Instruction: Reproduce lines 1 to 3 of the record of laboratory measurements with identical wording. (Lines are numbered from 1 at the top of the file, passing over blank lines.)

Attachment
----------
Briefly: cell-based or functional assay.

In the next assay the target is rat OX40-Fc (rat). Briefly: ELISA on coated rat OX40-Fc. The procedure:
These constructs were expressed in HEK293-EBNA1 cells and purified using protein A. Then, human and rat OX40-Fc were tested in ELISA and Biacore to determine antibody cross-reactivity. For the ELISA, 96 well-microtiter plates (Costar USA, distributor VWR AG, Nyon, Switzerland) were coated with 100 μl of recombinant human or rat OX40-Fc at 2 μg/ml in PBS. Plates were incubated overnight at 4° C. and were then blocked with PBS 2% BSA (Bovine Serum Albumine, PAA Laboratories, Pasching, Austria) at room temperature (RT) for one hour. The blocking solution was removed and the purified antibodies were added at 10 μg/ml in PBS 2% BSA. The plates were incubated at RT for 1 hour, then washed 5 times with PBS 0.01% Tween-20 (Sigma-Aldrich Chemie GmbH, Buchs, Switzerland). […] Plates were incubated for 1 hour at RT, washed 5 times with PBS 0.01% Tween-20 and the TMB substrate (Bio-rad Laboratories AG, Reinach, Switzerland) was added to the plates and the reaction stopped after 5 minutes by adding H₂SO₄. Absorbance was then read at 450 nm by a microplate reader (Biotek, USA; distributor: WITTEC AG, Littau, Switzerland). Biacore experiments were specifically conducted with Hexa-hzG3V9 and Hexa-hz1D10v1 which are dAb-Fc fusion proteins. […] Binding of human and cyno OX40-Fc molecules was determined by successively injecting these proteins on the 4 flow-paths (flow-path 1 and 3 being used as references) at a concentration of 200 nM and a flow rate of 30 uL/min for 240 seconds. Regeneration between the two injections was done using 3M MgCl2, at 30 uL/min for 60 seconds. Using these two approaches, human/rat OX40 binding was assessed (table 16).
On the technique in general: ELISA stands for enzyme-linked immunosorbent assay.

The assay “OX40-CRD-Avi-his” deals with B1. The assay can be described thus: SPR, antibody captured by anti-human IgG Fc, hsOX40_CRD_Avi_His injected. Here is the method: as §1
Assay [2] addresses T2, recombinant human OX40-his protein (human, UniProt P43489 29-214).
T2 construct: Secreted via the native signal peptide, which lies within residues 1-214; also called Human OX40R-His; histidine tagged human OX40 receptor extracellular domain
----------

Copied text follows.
Briefly: cell-based or functional assay.

In the next assay the target is rat OX40-Fc (rat). Briefly: ELISA on coated rat OX40-Fc. The procedure:
These constructs were expressed in HEK293-EBNA1 cells and purified using protein A. Then, human and rat OX40-Fc were tested in ELISA and Biacore to determine antibody cross-reactivity. For the ELISA, 96 well-microtiter plates (Costar USA, distributor VWR AG, Nyon, Switzerland) were coated with 100 μl of recombinant human or rat OX40-Fc at 2 μg/ml in PBS. Plates were incubated overnight at 4° C. and were then blocked with PBS 2% BSA (Bovine Serum Albumine, PAA Laboratories, Pasching, Austria) at room temperature (RT) for one hour. The blocking solution was removed and the purified antibodies were added at 10 μg/ml in PBS 2% BSA. The plates were incubated at RT for 1 hour, then washed 5 times with PBS 0.01% Tween-20 (Sigma-Aldrich Chemie GmbH, Buchs, Switzerland). […] Plates were incubated for 1 hour at RT, washed 5 times with PBS 0.01% Tween-20 and the TMB substrate (Bio-rad Laboratories AG, Reinach, Switzerland) was added to the plates and the reaction stopped after 5 minutes by adding H₂SO₄. Absorbance was then read at 450 nm by a microplate reader (Biotek, USA; distributor: WITTEC AG, Littau, Switzerland). Biacore experiments were specifically conducted with Hexa-hzG3V9 and Hexa-hz1D10v1 which are dAb-Fc fusion proteins. […] Binding of human and cyno OX40-Fc molecules was determined by successively injecting these proteins on the 4 flow-paths (flow-path 1 and 3 being used as references) at a concentration of 200 nM and a flow rate of 30 uL/min for 240 seconds. Regeneration between the two injections was done using 3M MgCl2, at 30 uL/min for 60 seconds. Using these two approaches, human/rat OX40 binding was assessed (table 16).